Trading at RHM, the owner of the Mr Kipling, Sharwood's, Bisto and Hovis brands, has improved in the second half after a poor start to life as a listed company. There are still few reasons to buy the shares despite Monday's upbeat trading statement.
For income seekers, a prospective 5.7 per cent dividend yield is attractive, but in a tough operating market it's hard to see sufficient growth to tempt anyone looking for more than a decent dividend.
Mr Kipling may bake exceedingly good cakes, but today's health-conscious consumers need a little persuading to buy them. With the bread market shrinking, maintaining top-line growth will be hard work.
However, this is a highly cash-generative business and the dividend is well covered. With other food producers, especially Northern Foods, struggling, there may be industry consolidation opportunities. Hold.
The biotech firm, which made headlines with its weight-loss extract from the African hoodia cactus, got another boost on Monday when it launched its skin rash treatment for dogs in the UK. Of Britain's six million dogs, 900,000 get eczema every year; Phytopharm reckons 10 per cent will be treated, providing a healthy revenue stream. The shares have suffered since November, when the company's Alzheimer's drug failed to show benefits in tests, but given its other prospects, it is a buy.
PETER HAMBRO MINING
Peter Hambro Mining, the Russian gold group, is having a great time on the back of record gold prices. On Monday, the company announced very encouraging exploration results. There are inflationary pressures, but these are outweighed by this positive news. To buy the shares, however (up 15 times over the past couple of years), you'd have to take the view that gold prices will continue to shoot up. For the less optimistic, the shares are a hold.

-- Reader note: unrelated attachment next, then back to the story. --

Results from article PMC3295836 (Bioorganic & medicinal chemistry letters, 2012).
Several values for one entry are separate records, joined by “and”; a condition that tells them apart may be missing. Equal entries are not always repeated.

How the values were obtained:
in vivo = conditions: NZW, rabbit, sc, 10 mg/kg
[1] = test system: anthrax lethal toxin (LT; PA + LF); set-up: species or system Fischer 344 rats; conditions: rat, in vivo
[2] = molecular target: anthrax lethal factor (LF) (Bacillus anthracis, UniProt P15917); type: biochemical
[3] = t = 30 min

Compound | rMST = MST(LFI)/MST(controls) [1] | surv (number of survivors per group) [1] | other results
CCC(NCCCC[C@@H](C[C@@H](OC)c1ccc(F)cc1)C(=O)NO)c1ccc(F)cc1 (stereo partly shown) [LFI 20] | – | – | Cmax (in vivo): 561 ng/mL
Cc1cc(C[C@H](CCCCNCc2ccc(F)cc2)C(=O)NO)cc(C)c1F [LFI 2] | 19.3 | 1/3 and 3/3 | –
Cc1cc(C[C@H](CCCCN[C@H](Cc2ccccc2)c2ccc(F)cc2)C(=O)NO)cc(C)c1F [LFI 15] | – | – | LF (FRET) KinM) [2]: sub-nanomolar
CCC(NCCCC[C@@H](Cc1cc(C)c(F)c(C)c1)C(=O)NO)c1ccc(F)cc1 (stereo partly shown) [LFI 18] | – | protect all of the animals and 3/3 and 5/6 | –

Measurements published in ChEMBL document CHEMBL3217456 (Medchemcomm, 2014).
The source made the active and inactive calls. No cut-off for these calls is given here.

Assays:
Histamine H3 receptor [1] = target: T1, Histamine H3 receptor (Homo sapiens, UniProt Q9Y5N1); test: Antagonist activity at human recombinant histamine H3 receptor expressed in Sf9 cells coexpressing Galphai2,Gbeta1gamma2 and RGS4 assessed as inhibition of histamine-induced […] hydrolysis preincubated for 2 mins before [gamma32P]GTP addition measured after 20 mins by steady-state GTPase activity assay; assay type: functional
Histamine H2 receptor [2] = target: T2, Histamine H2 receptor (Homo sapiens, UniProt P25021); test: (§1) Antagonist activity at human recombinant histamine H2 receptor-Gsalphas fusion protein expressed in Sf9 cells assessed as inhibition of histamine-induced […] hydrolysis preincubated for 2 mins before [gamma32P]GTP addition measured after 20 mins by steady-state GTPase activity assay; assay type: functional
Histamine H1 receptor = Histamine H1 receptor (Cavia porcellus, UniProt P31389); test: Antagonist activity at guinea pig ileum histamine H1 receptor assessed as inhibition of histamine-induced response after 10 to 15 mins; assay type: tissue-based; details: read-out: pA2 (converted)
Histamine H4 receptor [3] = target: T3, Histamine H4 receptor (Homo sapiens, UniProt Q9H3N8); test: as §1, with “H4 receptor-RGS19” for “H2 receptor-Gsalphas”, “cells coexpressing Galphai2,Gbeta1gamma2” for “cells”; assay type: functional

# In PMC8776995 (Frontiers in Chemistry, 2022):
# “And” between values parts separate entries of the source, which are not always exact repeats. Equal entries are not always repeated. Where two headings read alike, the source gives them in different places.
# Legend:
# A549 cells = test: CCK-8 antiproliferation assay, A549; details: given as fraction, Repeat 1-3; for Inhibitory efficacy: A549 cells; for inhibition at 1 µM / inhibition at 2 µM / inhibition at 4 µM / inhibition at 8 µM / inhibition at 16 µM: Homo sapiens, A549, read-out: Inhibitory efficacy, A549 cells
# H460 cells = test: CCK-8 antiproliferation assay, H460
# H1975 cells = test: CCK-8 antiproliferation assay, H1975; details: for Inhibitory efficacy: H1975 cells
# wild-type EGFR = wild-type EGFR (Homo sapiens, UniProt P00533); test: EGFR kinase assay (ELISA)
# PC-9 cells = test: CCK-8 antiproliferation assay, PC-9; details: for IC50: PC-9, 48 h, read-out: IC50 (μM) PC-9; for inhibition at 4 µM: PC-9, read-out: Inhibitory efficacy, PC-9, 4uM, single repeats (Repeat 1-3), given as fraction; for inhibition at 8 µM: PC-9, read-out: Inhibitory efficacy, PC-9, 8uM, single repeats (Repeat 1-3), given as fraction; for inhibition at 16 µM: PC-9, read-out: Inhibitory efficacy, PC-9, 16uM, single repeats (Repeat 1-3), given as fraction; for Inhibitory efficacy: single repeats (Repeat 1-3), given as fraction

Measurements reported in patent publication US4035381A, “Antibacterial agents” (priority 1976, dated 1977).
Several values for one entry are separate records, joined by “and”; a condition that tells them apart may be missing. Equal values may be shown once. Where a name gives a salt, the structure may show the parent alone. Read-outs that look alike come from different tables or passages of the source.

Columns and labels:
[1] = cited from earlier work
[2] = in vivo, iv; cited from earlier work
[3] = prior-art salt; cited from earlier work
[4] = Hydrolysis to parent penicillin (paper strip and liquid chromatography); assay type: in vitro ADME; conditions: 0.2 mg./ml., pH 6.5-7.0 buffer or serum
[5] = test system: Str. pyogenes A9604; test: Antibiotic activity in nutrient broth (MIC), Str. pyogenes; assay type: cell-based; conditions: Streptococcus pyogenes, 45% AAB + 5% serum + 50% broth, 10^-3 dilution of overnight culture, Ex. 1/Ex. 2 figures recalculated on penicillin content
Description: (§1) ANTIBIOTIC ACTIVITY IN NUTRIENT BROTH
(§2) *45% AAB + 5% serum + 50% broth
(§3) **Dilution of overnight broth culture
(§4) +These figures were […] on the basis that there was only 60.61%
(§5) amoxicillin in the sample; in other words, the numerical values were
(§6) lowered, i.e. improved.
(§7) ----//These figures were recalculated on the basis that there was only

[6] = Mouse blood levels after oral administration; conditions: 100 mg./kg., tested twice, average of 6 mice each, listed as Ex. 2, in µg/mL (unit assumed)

On a 12-month view, Panmure shares have more than doubled. In recent months, they have been held back by worries that Lazard will soon want to sell its 30 per cent stake. A disposal would certainly dent Panmure's stock price. However, these fears seem misplaced. The sector looks ripe for further consolidation. Hold
Nine months ago, this column urged investors to have a punt on Petra Diamonds. Since then, the shares have risen by more than a third, and are up again this week after a positive update from its Alto Cuilo project in Angola. As with most commodities, the price of diamonds has been driven up by demand from Asia. The shares look like they can go higher, but hold for the moment.
At one point in recent years, it looked as if the Reuters business was in free fall. This week's trading update showed just how far the company has come since its share price hit lows of below £1 in 2003. The existing business is doing well, and new initiatives have added to revenue streams. These should deliver an extra 3 percentage points of growth by 2008. Hold.
Rank's market value must be getting close to the point where private equity firms would be interested in making a bid. Analysts believe a private equity firm could easily afford to pay 275p a share - a valuation in line with that paid by Permira for Gala Bingo. The very real possibility of a bid for Rank makes its shares a buy at current levels.
Wednesday's trading statement from Tribal confirmed its recovery is complete. Not only was management "increasingly confident" about the future, but there were signs of Tribal's renaissance. The stock trades at 13 times forward earnings, while the wider support services sector trades at 18 times. Given the difficulties the company has had in recent years this is probably justified. At 222p, the shares are just a hold.
Game reported an 80 per cent slump in annual profits this week. Margins continued to fall, while like-for-like sales in the 12 weeks of the new financial year rose just 2.2 per cent. A takeover is possible and would be welcomed by long-suffering shareholders, but this scenario is already reflected in the shares. Avoid.
A decade since its duel listing in London and New York, the major problem facing Colt Telecom is the ferociously competitive market. These conditions are unlikely to improve. In fact, they will probably become more challenging. At 72p - the stock trades at a 20 per cent premium to the wider sector - should be sold.
Cambrian Mining, the AIM group, plans to buy the rest of AGD Mining it does not already own. The deal turns Cambrian from being a pure mining group into a company with direct operational control over various projects. Since coming to market in 2002, Cambrian has raised around £35m from investors. This is now worth £178m or 228p per share. Buy.
Character's decision to ditch the digital photography arm of its business looks to have been a shrewd move, allowing it to focus on its core games and toys licensing division. The refocused firm is now cleverly vulnerable to takeover but even without a bid its shares are worth buying.
These recommendations are taken from the daily Investment ColumnReuse content